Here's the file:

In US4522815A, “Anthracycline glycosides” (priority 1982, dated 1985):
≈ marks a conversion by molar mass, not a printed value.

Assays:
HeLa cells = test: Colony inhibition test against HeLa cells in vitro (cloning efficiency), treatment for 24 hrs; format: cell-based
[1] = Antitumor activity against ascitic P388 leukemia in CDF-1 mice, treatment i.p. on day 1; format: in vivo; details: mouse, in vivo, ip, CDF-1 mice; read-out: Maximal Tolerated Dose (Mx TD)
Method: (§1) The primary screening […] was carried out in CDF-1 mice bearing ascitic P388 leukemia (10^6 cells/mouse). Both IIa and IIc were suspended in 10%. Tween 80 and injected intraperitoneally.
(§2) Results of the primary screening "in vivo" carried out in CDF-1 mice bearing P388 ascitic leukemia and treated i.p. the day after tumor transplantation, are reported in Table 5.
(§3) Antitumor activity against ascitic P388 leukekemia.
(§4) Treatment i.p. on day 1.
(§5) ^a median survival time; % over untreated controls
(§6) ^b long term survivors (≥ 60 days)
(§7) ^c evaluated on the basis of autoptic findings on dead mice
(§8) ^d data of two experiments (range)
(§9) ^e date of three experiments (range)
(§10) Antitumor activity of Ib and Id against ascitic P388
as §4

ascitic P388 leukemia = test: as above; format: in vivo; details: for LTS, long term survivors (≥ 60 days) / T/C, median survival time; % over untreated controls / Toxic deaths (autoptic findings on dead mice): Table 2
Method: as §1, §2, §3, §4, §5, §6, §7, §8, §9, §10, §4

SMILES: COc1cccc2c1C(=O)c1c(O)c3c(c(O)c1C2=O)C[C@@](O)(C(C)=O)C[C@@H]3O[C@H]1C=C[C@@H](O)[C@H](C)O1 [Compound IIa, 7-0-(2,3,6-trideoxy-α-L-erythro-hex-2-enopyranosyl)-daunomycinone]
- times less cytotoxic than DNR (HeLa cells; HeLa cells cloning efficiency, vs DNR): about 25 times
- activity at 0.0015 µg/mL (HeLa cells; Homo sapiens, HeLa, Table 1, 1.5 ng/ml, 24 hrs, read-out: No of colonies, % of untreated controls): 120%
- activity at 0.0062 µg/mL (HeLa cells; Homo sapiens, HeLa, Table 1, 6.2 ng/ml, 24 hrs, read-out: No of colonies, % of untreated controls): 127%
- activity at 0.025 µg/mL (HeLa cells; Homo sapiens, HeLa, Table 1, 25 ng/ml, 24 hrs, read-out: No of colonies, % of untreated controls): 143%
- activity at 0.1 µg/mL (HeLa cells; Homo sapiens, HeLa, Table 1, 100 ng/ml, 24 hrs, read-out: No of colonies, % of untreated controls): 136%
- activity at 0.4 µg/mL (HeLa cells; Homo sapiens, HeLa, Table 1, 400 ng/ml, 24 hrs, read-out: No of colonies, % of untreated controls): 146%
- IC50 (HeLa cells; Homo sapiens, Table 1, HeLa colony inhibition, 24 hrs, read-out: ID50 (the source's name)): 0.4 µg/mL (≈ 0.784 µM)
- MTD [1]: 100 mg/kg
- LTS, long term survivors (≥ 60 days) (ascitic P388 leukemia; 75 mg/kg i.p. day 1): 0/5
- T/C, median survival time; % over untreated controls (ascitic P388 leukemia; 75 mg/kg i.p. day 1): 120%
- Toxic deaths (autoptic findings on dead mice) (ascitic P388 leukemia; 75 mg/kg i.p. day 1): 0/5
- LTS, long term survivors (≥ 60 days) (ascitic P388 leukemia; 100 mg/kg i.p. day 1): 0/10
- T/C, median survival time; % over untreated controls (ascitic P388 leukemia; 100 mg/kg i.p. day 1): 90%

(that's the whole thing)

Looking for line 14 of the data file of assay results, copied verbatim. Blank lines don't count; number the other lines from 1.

(§9) ^e date of three experiments (range)